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That Time I Opened for Etta James

20 Jul Posted by in Marga Gomez | Comments Off on That Time I Opened for Etta James
That Time I Opened for Etta James

When I was just starting out in comedy in the 80’s I was hitchhiking in San Francisco one night, yup – me and Aileen Wournos – the last lesbian hitchhikers on the planet.  I very luckily got a ride from Lupe De Leon the manager for Etta James, Kenny Rankin and Tania Maria. I made him laugh and he signed me as an opening act for his clients. Maybe one of the most random events in my career.

I got to open for Etta James once at the Full Moon Saloon on Haight Street. A very small but respected music venue. Of course she was beyond compare vocally. Rocking the blonde wig. She had a very interesting move during music riffs. She would lean down on a stool and move her fabulous ass in a slow sensuous ‘O’ for however long the band riffed. She was in no hurry to pick up the vocals. The crowd was in heaven.

Photo: Kent Taylor

Unfortunately I was not a good fit as an opener. I don’t think any comic would be. You want to see Etta James—anything else is an annoyance. And I was very green. I thought that me and Etta were now going to be friends. Even though she probably hadn’t set eyes on me, spending all her time in her dressing room. At intermission I thought I would introduce myself. I knocked on her door. I heard lots of people laughing but nobody was letting me in. So I knocked louder and I actually said this. “Miss James? It’s me Marga Gomez, your opening act. Miss James? I’m your opening act”

The room got quiet no more laughing. No movement. All I heard was a deep smokey voice say. “LOCK THE DOOR” 

It was Friday the 13th but I couldn’t blame luck. I learned that an opening act and the headliner will never meet. Still I got a little bit of money and I got to watch an Etta James show with 100 people in an 80 seat room. In today’s paper I saw a quote from Lupe De Leon who was her manager until the end. I will always be grateful to him and his assistant Sidney Kafker for giving me a glimpse of the big leagues when I was just a rookie.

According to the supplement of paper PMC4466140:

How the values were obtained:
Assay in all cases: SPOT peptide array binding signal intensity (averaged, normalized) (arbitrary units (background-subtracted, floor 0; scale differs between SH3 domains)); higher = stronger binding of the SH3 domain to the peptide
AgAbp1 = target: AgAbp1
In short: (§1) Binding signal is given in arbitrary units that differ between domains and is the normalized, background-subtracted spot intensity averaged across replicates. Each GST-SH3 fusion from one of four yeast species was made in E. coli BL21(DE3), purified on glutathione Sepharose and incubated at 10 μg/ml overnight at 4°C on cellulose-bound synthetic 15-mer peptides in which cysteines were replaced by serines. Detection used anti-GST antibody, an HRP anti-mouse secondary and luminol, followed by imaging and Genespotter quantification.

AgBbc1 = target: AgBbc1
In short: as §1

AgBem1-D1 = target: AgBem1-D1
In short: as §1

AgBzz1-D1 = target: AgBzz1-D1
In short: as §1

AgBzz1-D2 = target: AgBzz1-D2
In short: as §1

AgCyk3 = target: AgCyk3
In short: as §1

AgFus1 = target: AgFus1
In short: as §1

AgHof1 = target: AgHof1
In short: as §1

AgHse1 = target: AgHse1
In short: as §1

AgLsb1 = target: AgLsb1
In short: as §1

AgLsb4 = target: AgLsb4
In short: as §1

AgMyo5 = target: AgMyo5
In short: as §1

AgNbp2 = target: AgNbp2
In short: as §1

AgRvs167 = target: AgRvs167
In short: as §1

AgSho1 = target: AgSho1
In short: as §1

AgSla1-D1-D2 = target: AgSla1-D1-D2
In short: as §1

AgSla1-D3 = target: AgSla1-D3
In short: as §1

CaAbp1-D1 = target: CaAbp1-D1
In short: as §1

Marga Gomez is known for her work in solo performance and stand up comedy and for being one of the first openly lesbian performers in the nation. She has appeared on LOGO’s “One Night Stand Up,” Showtime’s “Latino Laugh Festival,” Comedy Central’s “Out There” and HBO’s “Comic Relief” at the invitation of Robin Williams who called her “Amazing… a lesbian Lenny Bruce.” She has been a guest on leading comedy podcasts Marc Maron’s “WTF,” “The Keith and The Girl Show” and Kevin Allison’s “Risk.”  Her comic style has been described as “deliciously cheeky and incendiary” by the New York Times and “salaciously surreal” by the San Francisco Chronicle. She is a regular at SF Comedy Day and has been featured at numerous comedy festivals including SF Sketchfest, Montreal’s Just For Laughs, South Beach Comedy Festival, Vancouver Comedy Festival and The Edinburgh Fringe Festival.  

 The SF Weekly named Gomez one of “2016’s Artists To Watch.” Huffpost named her an “Agent of Change” in 2015. She is also a GLAAD Award winner, a Theater LA “Ovation Award” winner and triple winner of the San Francisco Bay Guardian’s “Best of The Bay Comedian Award.” Marga is also the writer/performer of eleven solo plays which have been presented Off-Broadway and internationally. She was a founding member of the Latino ensemble Culture Clash. Her acting credits include Off-Broadway and national productions of The Vagina Monologues sharing the stage with Rita Moreno and Vicki Lawrence and roles in HBO’s “Tracey Takes On…”  and Warner Brothers film’s “Batman Forever” and “Sphere.” Gomez can be seen December 2016 in season two of the Netflix series “Sense 8″         

Marga also teaches solo performance in classrooms and online and is a tenured Artist-in-Residence at Brava Theater.  Selections from Gomez’s work have been published in several anthologies including Extreme Exposure (TCG Books), HOWL (Crown Press), Out Loud & Laughing (Anchor Books), Contemporary Plays by American Women of Color (Routledge) When I Knew (Harper-Collins) and Out of Character (Bantam Books.) She was born in New York City to entertainers in the Latino community. Her father, a cuban immigrant and influential comedian in his time, is the subject of her upcoming solo show “Latin Standards.”

For more info on Marga, check out

This post first appeared in Epochalips in January of 2012

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